Date: December 1, 2011
You carefully shop for holiday gifts. Then, as the flurry of wrapping and ribbons settles on the living room floor, you hear a shrill, small voice whine, "Mom, she got seven presents and I only got five."
Material gifts are no substitute for parental affection. Still, kids make a connection between what parents give and how parents feel. If we teach kids that gift-giving is an expression of caring, it makes sense they'd take note of just how much loot they receive.
How much did I get?
Kids' understanding of equity-related concepts like count, cost and kind develop throughout childhood. Young kids think in concrete, egocentric terms. A toddler understands a big piece of cake is better than a small piece. A kindergartner knows seven gifts is more than five.
"Young children will be happiest with the same number of gifts, because they're usually unaware of price," says Tamara Shulman, a clinical psychologist who practices in New York City and Clifton, N.J. Older kids are more cost-aware and may choose one expensive item they really want over many less-costly ones.
Gift-related gripes are seldom about the material objects themselves, experts say; they're a reflection of the meaning kids attach to those objects. Concerns about fairness express kids' fears that parents favor one sibling more than another.
"Sibling rivalry is developmentally appropriate throughout childhood and into middle adolescence," says Stephanie Mihalas, a psychologist who works with children and families in Los Angeles, Calif. Kids complain when mom takes one child out for ice cream while the other takes her piano lesson. They're always aware of how much attention they receive.
Rivalry isn't just a developmental issue. Our society creates and reinforces the expectation that everything needs to be fair, says marriage and family therapist David Simonsen, a father of six. Because our culture equates fairness with sameness, kids today learn that everyone gets a trophy, regardless of performance. When everyone isn't treated the same, kids may feel slighted.
How much did she get?
"Kids are hypersensitive at holiday time because they're comparing gift lists with peers at school and with siblings at home," Mihalas says.
Some family situations may exacerbate fairness concerns. For instance, "children of divorced parents may pit parents against one another at holiday time," Mihalas says. A child may tell mom, "Did you know dad is going to get me a big train?" and tell dad, "Did you know mom is getting me a bike?"
Blended family dynamics are also tricky. If non-biological children feel they received less or different kinds of gifts — socks and books instead of an iPod and Uggs, for example — they may resent their stepsiblings. Feeling left out may cause kids to act out for attention or to retaliate.
Sometimes parents do discriminate, even unconsciously. "It is important that parents honestly self-evaluate to see if they are showing preferential treatment for one child over the other," says Leslie Petruk, a child and family therapist in Charlotte. Parents may buy 'better' gifts for a child whose interests match their own, or buy practical presents for one who needs items like a backpack and bike helmet. Ask each child for a wish list and use it as a shopping guide. Taking kids' preferences into account makes them feel special.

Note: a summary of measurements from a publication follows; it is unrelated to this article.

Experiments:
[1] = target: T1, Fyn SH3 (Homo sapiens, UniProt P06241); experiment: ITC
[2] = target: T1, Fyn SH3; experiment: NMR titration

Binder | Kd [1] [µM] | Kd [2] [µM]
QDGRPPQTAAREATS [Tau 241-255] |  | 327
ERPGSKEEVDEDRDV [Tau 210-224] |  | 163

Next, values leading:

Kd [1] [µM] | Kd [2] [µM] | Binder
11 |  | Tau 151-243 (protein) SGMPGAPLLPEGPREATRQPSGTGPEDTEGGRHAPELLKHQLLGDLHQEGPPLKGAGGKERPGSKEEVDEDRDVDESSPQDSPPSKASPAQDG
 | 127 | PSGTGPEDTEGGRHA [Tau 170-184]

How to deal with the drama
It's impossible to win the fairness game. Even if you give each child six gifts, spend precisely the same amount, or buy each child a personalized version of the very same item, "children will always be able to find some way in which their sibling was given more or treated differently or 'better' in their view," Petruk says.
If kids raise concerns, don't get caught up in a lengthy discussion of who got more; you'll only fuel frustrations. Take a detached, inquisitive approach. Ask, "How does your gift make you feel?" or "What were you hoping to get?" Kids' answers can give parents great insight into feelings about competition and caring.
Hearing kids out doesn't mean you agree with them. Your goal is to ensure your child feels respected. Reflect her concerns back so she knows you get it, Petruk says. Say, "It sounds like you feel like your sister got more gifts then you did, and because of that, you feel like Mom and Dad love her more than we love you." Offer a hug and spend some time one-on-one. Support your child while she wrestles with her feelings.
Resist the urge to smooth over kids' sorrows or to diminish discontent with makeup gifts. "Kids need to know how to deal with disappointment," Simonsen says. "Life isn't fair." When you're tempted to give kids more stuff to stop their complaints, ask yourself, "What will this look like when they're teenagers?" A pillow pet may placate a 4-year-old, but teens want computers and cars.
Don't let equity issues put a damper on your holiday spirit. "This is a perfect opportunity to have a discussion about your family values regarding material things and your love for your children," Shulman says. Select thoughtful gifts based on kids' unique interests and wishes, and tell them you love them more than gifts could ever express.
Heidi Smith Luedtke is a personality psychologist, freelance writer and mom of two who wants both her children to feel like her favorite.